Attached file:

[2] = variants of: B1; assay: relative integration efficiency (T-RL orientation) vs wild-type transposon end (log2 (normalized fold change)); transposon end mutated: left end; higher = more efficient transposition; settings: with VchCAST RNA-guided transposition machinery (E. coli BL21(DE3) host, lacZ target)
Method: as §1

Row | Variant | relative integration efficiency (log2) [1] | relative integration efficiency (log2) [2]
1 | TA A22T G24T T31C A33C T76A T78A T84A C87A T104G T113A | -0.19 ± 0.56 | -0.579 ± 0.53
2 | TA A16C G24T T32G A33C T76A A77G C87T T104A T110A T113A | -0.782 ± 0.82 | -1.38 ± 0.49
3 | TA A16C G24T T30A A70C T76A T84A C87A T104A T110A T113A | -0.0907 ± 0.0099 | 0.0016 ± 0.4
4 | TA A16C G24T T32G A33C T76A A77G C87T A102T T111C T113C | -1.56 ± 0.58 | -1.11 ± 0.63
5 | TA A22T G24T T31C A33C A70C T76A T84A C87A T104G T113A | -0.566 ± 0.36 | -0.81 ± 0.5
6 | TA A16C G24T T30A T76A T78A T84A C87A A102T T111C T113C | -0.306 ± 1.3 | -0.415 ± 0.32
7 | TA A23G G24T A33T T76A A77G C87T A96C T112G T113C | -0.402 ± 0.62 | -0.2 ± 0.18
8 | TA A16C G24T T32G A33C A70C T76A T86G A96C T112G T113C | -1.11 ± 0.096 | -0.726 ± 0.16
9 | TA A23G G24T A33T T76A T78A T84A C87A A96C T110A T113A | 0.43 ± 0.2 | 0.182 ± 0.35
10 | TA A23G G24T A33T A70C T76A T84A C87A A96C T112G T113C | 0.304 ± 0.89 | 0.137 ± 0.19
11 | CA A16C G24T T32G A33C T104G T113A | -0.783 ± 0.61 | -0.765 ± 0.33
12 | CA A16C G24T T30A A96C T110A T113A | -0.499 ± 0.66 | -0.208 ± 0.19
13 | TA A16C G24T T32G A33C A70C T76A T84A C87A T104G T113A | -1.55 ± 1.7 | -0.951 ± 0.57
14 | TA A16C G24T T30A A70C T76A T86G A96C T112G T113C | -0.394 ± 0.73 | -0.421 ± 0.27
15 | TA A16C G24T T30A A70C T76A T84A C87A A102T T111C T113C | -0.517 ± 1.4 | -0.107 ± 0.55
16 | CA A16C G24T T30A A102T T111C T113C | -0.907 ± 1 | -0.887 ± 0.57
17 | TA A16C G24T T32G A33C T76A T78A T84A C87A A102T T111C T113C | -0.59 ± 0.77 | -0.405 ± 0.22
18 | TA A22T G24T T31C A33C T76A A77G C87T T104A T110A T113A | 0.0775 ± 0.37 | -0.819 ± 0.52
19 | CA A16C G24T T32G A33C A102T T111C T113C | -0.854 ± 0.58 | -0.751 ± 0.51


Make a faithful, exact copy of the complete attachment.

[2] = variants of: B1; assay: relative integration efficiency (T-RL orientation) vs wild-type transposon end (log2 (normalized fold change)); transposon end mutated: left end; higher = more efficient transposition; settings: with VchCAST RNA-guided transposition machinery (E. coli BL21(DE3) host, lacZ target)
Method: as §1

Row | Variant | relative integration efficiency (log2) [1] | relative integration efficiency (log2) [2]
1 | TA A22T G24T T31C A33C T76A T78A T84A C87A T104G T113A | -0.19 ± 0.56 | -0.579 ± 0.53
2 | TA A16C G24T T32G A33C T76A A77G C87T T104A T110A T113A | -0.782 ± 0.82 | -1.38 ± 0.49
3 | TA A16C G24T T30A A70C T76A T84A C87A T104A T110A T113A | -0.0907 ± 0.0099 | 0.0016 ± 0.4
4 | TA A16C G24T T32G A33C T76A A77G C87T A102T T111C T113C | -1.56 ± 0.58 | -1.11 ± 0.63
5 | TA A22T G24T T31C A33C A70C T76A T84A C87A T104G T113A | -0.566 ± 0.36 | -0.81 ± 0.5
6 | TA A16C G24T T30A T76A T78A T84A C87A A102T T111C T113C | -0.306 ± 1.3 | -0.415 ± 0.32
7 | TA A23G G24T A33T T76A A77G C87T A96C T112G T113C | -0.402 ± 0.62 | -0.2 ± 0.18
8 | TA A16C G24T T32G A33C A70C T76A T86G A96C T112G T113C | -1.11 ± 0.096 | -0.726 ± 0.16
9 | TA A23G G24T A33T T76A T78A T84A C87A A96C T110A T113A | 0.43 ± 0.2 | 0.182 ± 0.35
10 | TA A23G G24T A33T A70C T76A T84A C87A A96C T112G T113C | 0.304 ± 0.89 | 0.137 ± 0.19
11 | CA A16C G24T T32G A33C T104G T113A | -0.783 ± 0.61 | -0.765 ± 0.33
12 | CA A16C G24T T30A A96C T110A T113A | -0.499 ± 0.66 | -0.208 ± 0.19
13 | TA A16C G24T T32G A33C A70C T76A T84A C87A T104G T113A | -1.55 ± 1.7 | -0.951 ± 0.57
14 | TA A16C G24T T30A A70C T76A T86G A96C T112G T113C | -0.394 ± 0.73 | -0.421 ± 0.27
15 | TA A16C G24T T30A A70C T76A T84A C87A A102T T111C T113C | -0.517 ± 1.4 | -0.107 ± 0.55
16 | CA A16C G24T T30A A102T T111C T113C | -0.907 ± 1 | -0.887 ± 0.57
17 | TA A16C G24T T32G A33C T76A T78A T84A C87A A102T T111C T113C | -0.59 ± 0.77 | -0.405 ± 0.22
18 | TA A22T G24T T31C A33C T76A A77G C87T T104A T110A T113A | 0.0775 ± 0.37 | -0.819 ± 0.52
19 | CA A16C G24T T32G A33C A102T T111C T113C | -0.854 ± 0.58 | -0.751 ± 0.51